Today, the European Commission together with several partners launched a European COVID-19 Data Platform to enable the rapid collection and sharing of available research data. The platform, part of the ERAvsCorona Action Plan, marks another milestone in the EU’s efforts to support researchers in Europe and around the world in the fight against the coronavirus outbreak.
Mariya Gabriel, Commissioner for Innovation, Research, Culture, Education and Youth, said: “Launching the European COVID-19 Data Platform is an important concrete measure for stronger cooperation in fighting the coronavirus. Building on our dedicated support for open science and open access over the years, now is the time to step up our efforts and stand united with our researchers. Through our joint efforts, we will better understand, diagnose and eventually overpower the pandemic.”
The new platform will provide an open, trusted, and scalable European and global environment where researchers can store and share datasets, such as DNA sequences, protein structures, data from pre-clinical research and clinical trials, as well as epidemiological data. It is the result of a joint effort by the European Commission, the European Bioinformatics Institute of the European Molecular Biology Laboratory (EMBL-EBI), the Elixir infrastructure and the COMPARE project, as well as the EU Member States and other partners.
Rapid open sharing of data greatly accelerates research and discovery, allowing for an effective response to the coronavirus emergency. The European COVID-19 Data Platform is in line with the principles established in the Statement on Data Sharing in Public Health Emergency and accentuates the Commission’s commitment to open research data and Open Science, which aims at making science more efﬁcient, reliable, and responsive to societal challenges. In this context, the platform is also a priority pilot, aimed at realising the objectives of the European Open Science Cloud (EOSC), and builds upon established networks between EMBL-EBI and national public health data infrastructures.
ERAvsCorona Action Plan
On 7 April 2020, research and innovation Ministers from all 27 EU Member States supported 10 priority actions of the ERAvsCorona Action Plan. Building on the overall objectives and the tools of the European Research Area (ERA), the Action Plan covers short-term actions based on close coordination, cooperation, data sharing and joint funding efforts between the Commission and the Member States. It is centred around the key principles of the European Research Area, which will now be used to achieve towards their maximum effect to help researchers and EU Member States succeed in their fight against the coronavirus pandemic.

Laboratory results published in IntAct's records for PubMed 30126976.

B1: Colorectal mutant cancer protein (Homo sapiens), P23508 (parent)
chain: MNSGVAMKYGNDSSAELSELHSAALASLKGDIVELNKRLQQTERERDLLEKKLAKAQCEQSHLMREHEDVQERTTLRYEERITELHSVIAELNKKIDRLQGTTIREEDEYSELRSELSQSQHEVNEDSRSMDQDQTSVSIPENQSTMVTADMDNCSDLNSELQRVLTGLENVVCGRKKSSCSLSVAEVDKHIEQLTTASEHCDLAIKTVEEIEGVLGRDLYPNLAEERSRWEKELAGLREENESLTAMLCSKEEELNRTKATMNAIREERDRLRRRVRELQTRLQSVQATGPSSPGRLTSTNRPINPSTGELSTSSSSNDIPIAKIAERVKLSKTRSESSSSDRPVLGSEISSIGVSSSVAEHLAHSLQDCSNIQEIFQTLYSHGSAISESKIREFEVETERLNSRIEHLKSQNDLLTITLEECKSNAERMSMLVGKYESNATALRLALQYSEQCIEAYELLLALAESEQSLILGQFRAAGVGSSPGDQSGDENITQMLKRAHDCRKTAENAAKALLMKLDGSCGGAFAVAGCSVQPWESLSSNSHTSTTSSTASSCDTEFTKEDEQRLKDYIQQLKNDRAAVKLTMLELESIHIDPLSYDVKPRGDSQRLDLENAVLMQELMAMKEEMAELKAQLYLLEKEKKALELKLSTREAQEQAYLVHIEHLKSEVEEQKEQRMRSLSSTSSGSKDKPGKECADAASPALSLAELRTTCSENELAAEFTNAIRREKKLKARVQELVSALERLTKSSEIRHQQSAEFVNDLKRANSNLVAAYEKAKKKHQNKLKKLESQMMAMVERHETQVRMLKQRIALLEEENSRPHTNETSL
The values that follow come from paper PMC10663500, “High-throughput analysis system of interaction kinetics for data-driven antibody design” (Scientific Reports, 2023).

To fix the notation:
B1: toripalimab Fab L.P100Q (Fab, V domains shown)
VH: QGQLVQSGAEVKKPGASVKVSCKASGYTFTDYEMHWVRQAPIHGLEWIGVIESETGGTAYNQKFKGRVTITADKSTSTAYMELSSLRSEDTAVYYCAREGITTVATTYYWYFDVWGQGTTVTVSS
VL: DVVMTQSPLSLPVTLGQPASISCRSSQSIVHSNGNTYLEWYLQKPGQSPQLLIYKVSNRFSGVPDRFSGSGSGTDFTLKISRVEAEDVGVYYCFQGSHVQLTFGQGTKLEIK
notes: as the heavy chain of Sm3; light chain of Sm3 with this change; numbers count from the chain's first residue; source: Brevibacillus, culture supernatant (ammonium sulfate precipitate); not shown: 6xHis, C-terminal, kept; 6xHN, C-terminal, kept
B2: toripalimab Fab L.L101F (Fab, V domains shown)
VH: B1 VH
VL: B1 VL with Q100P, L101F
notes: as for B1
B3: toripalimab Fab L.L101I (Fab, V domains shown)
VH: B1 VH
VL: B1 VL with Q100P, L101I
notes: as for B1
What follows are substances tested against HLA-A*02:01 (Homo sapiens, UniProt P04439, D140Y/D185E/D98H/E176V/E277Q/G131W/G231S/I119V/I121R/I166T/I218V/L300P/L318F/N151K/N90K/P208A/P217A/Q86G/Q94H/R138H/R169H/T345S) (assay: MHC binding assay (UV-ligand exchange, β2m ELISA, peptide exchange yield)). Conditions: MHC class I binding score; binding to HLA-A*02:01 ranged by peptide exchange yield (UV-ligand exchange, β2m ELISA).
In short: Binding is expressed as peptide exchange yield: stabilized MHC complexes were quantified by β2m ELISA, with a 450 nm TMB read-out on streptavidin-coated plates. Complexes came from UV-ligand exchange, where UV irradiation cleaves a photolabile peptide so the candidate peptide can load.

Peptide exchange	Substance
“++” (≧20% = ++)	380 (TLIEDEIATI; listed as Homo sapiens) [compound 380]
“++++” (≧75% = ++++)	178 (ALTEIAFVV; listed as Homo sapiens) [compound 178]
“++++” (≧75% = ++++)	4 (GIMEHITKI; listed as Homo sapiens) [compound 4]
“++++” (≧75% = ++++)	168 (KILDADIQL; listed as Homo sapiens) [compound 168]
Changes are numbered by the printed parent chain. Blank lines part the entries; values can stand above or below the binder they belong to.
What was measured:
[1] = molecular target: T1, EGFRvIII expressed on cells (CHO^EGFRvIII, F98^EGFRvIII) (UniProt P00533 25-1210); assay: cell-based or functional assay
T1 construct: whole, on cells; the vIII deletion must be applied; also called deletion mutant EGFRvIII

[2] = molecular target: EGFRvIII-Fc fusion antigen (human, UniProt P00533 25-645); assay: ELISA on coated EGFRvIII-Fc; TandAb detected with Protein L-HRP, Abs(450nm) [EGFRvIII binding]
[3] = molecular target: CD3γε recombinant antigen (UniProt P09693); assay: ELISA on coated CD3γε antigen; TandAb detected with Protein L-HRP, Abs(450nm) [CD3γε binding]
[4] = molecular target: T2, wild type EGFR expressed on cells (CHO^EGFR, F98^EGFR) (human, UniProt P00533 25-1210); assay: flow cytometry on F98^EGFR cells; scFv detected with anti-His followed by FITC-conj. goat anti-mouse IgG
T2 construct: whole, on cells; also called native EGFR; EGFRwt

In addition to the European COVID-19 Data Platform launched today, the other actions focus on coordinating of funding, extending large EU-wide clinical trials, increasing support to innovative companies and supporting a pan-European Hackathon in the end of April to mobilise European innovators and the civil society. The joint plan listing priority actions will be regularly updated in a co-creative manner between the Commission services and national governments in the coming months.
The EU is taking strong action to fight the pandemic. The Commission is also committing hundreds of millions of euros in research and innovation measures to develop vaccines, new treatments, diagnostic tests and medical systems to prevent the spread of the coronavirus.
Building on long-term investments made before the coronavirus outbreak (through FP7 & Horizon 2020), including on surveillance and preparedness, the EU has rapidly mobilised €48.2 million for 18 shortlisted research projects that are now working on rapid point-of-care diagnostic tests, new treatments, new vaccines as well as on epidemiology and modelling to improve preparedness and response to outbreaks. The projects involve 151 research teams from around the world.
In addition, the EU has mobilised public and private funding of up to €90 million through the Innovative Medicines Initiative, and offered up to €80 million of financial support to the innovative company CureVac to scale up development and production of a vaccine against the coronavirus.
Moreover, a recent European Innovation Council Accelerator call of €164 million has attracted a significant number of start-ups and SMEs with innovations that could also help tackle the pandemic. At the same time over 50 ongoing or completed European Research Council projects are contributing to the response to the coronavirus pandemic by providing insights from several different scientific fields (virology, epidemiology, immunology, public health, medical devices, social behaviour, crisis management).
To strengthen global cooperation, the EU is coordinating international initiatives under the Global Research Collaboration for Infectious Diseases Preparedness (GloPID-R), which brings together 29 funding bodies from 5 continents and the WHO. It is also contributing €20 million to the Coalition of Epidemic Preparedness Innovation (CEPI). Finally, the European and Developing Countries Clinical Trials Partnership (EDCTP) is funding three calls of up to €28 million from Horizon 2020 to support research on the coronavirus and strengthen research capacities in sub-Saharan Africa.